A human rights group criticised Malaysia on Tuesday for sending a group of ethnic Uighurs back to China and urged an end to such deportations over fears of mistreatment and even torture.
The UN refugee agency also said it had sought access to the 11 people deported on August 18 as well as five others still in custody in Malaysia but had been denied by Malaysian authorities.
Announcing the deportations on Saturday, police said they had busted a "Chinese" people smuggling ring which was falsely trying to claim UN refugee status for its victims after smuggling them into Malaysia.
But New York-based Human Rights Watch denounced the deportations and urged they be halted, saying Uighurs faced "grave risk of torture" in China.
It also called on China to make known where the 11 deportees were.
"The treatment of these Uighurs is a litmus test for Malaysia's commitment to basic principles of refugee protection," it said in a statement.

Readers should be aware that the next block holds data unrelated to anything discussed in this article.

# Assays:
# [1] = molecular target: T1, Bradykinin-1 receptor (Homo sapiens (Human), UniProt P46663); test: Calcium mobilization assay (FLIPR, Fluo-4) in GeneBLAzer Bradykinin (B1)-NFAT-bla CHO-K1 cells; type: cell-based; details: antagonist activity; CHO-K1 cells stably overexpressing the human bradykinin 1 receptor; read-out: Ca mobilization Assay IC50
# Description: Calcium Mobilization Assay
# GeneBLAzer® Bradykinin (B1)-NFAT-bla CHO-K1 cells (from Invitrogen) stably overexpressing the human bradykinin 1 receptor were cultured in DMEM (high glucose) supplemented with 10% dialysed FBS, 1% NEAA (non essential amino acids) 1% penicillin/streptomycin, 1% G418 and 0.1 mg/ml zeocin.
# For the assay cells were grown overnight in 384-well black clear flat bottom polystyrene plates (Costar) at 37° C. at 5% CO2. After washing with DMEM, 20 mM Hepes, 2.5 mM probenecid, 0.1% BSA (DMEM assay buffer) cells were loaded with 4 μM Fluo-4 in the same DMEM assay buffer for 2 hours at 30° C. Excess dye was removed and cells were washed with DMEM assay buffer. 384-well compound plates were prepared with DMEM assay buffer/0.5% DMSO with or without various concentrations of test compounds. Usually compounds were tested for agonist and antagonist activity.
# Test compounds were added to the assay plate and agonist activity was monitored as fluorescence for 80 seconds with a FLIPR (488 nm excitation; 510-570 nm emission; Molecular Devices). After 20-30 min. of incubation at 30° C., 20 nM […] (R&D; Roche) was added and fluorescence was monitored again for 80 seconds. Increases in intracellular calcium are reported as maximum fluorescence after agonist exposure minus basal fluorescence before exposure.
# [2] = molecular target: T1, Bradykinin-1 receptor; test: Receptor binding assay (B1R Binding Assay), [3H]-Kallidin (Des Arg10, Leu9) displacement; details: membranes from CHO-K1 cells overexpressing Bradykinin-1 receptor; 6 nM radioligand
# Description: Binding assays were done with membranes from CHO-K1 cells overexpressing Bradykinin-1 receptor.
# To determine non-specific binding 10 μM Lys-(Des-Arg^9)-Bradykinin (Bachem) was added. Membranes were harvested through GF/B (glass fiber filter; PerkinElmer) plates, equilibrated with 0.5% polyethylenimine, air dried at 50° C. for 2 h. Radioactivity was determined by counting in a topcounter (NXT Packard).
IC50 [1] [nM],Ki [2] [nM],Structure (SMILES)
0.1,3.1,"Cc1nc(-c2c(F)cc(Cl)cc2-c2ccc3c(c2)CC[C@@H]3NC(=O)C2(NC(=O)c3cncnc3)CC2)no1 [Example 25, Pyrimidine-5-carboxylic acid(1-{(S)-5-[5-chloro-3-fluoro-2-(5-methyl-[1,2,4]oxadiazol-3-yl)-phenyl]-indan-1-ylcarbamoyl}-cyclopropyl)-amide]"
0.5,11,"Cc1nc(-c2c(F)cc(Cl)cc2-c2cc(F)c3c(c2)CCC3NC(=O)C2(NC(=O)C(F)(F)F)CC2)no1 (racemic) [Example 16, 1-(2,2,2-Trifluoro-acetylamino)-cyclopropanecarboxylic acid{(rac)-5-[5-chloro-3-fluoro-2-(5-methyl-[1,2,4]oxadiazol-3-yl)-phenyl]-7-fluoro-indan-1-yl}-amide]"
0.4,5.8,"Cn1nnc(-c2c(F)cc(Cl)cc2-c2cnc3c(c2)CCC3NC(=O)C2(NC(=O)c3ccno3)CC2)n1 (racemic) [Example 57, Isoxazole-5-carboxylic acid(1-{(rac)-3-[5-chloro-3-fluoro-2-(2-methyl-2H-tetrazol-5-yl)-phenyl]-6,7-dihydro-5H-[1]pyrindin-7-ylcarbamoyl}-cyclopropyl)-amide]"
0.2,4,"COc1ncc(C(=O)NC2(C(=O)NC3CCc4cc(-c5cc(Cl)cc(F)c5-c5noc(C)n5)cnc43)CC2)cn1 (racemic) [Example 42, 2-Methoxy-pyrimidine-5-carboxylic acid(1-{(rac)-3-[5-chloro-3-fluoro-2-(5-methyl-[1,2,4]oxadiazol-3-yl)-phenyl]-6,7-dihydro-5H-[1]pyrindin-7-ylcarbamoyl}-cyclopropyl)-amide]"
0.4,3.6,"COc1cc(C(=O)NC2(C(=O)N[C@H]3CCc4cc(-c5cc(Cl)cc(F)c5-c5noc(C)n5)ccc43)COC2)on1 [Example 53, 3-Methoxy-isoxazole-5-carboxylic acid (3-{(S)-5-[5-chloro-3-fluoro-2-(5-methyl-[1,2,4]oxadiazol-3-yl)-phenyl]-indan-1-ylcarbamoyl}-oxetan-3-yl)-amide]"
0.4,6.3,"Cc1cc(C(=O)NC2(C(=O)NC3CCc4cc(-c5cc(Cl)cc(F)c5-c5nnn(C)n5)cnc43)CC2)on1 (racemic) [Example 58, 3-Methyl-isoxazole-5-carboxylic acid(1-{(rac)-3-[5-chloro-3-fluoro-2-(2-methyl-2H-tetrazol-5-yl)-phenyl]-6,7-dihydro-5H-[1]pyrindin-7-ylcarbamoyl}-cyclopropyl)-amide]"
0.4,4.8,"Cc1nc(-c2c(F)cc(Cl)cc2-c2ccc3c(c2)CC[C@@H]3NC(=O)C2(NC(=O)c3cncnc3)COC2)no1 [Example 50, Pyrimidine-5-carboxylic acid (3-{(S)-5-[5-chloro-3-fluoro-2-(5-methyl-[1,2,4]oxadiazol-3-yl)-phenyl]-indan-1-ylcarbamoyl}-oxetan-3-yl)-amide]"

Many Uighurs, a Turkic-speaking and predominantly Muslim minority in China-held region, complain of decades of political and religious repression by China.
United Nations High Commissioner for Refugees spokeswoman Yante Ismail said the agency had sought access to all 16 Uighurs.
"We very much regret that the 11 individuals were deported without the opportunity for us to have access to them," she said in a statement.
UNHCR did not manage to verify the identities of the 11 deported by Malaysia last week or whether they had formally sought asylum, but police have said the remaining five possess identification cards issued by UNHCR.
Human Rights Watch said other countries such as Thailand and Pakistan had recently deported Uighurs back to China, adding that it revealed "the bullying hand of China".
AgenciesLast Mod: 23 Ağustos 2011, 17:50